The article discusses many of the concepts we delved into last night in class. Bremmer emphasizes the need for hard power to keep America as what he calls "the world's indispensable nation," amid eroding soft power. Why the erosion? According to Bremmer, it's the fault of Bush, the financial crisis, and the growing popularity international products and celebrities (really?). He writes,
The global financial crisis has inflicted a lot of damage on the American argument that unfettered capitalism is the best model for steady economic expansion. The rise of 'state capitalism,' as practiced in China, Russia, the Persian Gulf states and several other places, has created an attractive alternative. Breakout growth over the past several years in several emerging market countries ensures that American brands now share shelf space around the world with products made in dozens of developing states. The icons of American popular culture, central to U.S. soft power appeal, now share stage and screen with celebrities from a growing number of other countries. The Bush administration's unpopularity in much of the world has merely added momentum to these trends.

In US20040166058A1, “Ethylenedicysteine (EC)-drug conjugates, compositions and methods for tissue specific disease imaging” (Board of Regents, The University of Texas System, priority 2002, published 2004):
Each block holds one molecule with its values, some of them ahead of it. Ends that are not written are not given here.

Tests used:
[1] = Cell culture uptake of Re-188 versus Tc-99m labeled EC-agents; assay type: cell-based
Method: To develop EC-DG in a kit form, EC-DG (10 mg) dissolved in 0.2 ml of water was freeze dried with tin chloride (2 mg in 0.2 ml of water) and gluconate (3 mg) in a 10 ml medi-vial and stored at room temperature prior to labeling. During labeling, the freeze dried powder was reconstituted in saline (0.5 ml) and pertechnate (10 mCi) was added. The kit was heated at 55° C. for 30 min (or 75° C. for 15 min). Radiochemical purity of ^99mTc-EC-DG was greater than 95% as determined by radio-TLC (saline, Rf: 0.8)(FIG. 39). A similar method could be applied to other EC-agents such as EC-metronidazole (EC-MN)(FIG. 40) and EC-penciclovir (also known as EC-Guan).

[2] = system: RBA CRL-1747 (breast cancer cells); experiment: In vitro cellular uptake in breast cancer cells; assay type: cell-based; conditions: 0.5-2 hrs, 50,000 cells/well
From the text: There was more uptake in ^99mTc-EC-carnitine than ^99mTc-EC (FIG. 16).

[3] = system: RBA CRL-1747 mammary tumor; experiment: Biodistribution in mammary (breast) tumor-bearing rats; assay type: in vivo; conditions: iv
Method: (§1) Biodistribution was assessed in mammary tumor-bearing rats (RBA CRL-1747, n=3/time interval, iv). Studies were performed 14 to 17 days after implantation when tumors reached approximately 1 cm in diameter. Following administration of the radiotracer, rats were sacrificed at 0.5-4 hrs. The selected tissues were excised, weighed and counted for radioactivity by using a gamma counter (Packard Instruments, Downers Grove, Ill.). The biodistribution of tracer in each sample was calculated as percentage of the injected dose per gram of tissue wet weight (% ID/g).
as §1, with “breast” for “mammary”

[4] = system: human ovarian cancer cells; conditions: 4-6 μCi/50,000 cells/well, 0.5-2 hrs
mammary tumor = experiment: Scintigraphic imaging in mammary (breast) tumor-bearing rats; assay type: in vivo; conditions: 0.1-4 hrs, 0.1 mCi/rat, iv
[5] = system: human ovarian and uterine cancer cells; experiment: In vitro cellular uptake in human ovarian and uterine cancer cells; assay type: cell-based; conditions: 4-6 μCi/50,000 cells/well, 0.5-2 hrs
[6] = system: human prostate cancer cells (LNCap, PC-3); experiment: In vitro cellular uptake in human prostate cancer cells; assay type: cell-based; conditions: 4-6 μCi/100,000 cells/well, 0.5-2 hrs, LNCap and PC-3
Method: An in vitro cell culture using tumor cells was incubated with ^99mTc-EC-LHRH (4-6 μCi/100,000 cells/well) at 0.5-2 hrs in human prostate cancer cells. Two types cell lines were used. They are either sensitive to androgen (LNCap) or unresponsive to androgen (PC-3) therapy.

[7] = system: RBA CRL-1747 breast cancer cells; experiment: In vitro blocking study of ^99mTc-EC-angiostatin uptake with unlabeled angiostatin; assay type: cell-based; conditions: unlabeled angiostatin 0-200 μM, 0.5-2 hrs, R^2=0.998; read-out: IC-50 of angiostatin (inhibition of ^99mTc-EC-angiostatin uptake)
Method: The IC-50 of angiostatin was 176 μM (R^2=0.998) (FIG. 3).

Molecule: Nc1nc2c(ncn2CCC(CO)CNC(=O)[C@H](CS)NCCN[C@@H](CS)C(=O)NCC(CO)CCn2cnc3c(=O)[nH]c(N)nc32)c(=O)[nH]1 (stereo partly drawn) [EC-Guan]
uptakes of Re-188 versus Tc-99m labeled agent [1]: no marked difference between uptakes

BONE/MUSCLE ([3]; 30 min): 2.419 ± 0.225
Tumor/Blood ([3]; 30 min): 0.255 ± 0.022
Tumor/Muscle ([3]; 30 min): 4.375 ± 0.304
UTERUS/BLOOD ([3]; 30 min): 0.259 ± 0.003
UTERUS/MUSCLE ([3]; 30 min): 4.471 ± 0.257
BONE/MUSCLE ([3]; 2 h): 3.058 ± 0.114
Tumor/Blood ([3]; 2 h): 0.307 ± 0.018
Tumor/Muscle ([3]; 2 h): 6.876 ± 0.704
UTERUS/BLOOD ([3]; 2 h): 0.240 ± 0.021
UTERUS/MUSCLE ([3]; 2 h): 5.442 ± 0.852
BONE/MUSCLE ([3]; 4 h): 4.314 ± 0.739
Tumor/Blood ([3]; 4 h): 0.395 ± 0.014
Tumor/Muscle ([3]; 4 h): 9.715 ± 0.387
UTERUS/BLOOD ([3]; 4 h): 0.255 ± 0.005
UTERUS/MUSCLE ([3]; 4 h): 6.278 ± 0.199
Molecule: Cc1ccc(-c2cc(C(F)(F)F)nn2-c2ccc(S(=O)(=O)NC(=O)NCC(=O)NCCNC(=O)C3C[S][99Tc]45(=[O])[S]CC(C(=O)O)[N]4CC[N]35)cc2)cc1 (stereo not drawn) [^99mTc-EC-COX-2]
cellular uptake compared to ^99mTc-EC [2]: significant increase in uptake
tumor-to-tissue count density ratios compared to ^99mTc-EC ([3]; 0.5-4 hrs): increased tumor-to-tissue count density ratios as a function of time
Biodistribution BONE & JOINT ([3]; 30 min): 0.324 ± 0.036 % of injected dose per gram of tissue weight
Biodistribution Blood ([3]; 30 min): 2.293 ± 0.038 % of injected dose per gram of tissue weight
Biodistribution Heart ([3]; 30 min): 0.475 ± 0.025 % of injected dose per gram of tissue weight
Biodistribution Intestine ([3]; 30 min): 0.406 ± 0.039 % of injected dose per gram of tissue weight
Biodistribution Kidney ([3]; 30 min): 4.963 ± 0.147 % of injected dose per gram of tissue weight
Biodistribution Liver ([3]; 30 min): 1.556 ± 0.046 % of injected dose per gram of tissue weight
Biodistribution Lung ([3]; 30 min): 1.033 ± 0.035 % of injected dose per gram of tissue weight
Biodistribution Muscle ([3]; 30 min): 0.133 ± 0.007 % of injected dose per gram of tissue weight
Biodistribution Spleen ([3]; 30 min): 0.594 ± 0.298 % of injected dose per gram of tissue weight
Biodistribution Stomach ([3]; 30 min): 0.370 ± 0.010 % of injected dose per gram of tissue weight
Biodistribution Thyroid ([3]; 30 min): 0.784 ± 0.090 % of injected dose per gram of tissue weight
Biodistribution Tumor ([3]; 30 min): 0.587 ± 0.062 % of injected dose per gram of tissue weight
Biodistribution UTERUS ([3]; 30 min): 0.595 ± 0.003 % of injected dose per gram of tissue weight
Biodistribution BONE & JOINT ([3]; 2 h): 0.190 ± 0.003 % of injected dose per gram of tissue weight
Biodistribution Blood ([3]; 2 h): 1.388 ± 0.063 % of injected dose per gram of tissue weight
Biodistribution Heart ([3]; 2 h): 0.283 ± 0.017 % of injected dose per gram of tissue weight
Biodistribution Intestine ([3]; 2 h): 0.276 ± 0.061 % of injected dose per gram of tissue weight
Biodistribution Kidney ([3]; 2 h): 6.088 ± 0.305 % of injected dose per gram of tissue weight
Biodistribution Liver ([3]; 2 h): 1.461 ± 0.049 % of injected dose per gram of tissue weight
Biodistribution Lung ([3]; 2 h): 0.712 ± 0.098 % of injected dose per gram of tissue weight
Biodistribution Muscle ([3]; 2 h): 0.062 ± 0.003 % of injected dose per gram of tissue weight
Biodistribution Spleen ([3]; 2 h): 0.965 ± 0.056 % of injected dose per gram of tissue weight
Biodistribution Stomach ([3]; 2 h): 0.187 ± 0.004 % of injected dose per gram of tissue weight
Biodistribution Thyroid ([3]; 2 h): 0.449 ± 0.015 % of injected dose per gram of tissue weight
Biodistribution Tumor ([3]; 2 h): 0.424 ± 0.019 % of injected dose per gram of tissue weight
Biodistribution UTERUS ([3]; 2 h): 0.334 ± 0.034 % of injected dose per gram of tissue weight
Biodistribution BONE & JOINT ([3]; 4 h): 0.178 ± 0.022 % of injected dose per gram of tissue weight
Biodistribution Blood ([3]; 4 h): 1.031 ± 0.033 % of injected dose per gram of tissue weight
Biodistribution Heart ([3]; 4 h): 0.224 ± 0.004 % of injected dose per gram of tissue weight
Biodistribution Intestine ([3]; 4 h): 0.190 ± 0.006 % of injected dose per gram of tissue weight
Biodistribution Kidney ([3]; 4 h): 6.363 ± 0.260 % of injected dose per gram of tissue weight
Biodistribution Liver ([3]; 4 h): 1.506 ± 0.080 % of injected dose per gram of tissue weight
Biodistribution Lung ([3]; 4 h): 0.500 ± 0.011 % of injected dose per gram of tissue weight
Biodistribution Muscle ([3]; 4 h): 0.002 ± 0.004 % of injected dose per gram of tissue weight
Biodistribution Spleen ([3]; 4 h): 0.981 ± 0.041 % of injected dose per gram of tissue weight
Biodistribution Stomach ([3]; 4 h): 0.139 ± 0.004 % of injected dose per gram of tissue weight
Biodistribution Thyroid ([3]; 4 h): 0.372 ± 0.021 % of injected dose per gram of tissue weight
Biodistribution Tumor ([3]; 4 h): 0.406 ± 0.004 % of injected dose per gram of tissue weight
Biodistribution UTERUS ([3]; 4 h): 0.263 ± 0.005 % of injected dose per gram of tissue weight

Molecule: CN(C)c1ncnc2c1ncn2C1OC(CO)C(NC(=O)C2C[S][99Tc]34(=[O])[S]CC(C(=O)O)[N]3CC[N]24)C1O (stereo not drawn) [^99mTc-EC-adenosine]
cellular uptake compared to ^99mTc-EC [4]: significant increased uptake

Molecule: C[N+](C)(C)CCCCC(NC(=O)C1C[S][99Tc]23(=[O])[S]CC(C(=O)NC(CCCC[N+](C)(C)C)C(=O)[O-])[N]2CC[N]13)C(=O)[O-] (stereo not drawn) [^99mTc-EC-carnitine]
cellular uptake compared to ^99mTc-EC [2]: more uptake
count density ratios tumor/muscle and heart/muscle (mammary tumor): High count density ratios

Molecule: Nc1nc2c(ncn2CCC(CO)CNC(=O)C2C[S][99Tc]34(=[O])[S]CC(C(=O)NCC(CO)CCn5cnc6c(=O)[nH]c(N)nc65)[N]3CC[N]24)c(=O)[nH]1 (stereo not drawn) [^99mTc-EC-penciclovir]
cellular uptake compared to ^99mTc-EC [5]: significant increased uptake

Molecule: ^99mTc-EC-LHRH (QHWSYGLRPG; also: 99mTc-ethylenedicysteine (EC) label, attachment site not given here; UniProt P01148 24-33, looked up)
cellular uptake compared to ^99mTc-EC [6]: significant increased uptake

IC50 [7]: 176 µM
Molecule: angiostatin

His suggestion of the global financial crisis as a contributor to eroding soft power is interesting. However, Bremmer fails to offer specific examples. His arguement rests on the assumption that global audiences equate America with so-called "unfettered" capitalism. Thus, a loss for capitalism is a loss for America. This suggests that maintaining what's left of America's soft power depends on the success of our brand of capitalism. If this is the case, then hard power is not the answer. Instead, a healthy American economy is the best remedy for American soft power. Why is it that some experts paint hard and soft power as the only options?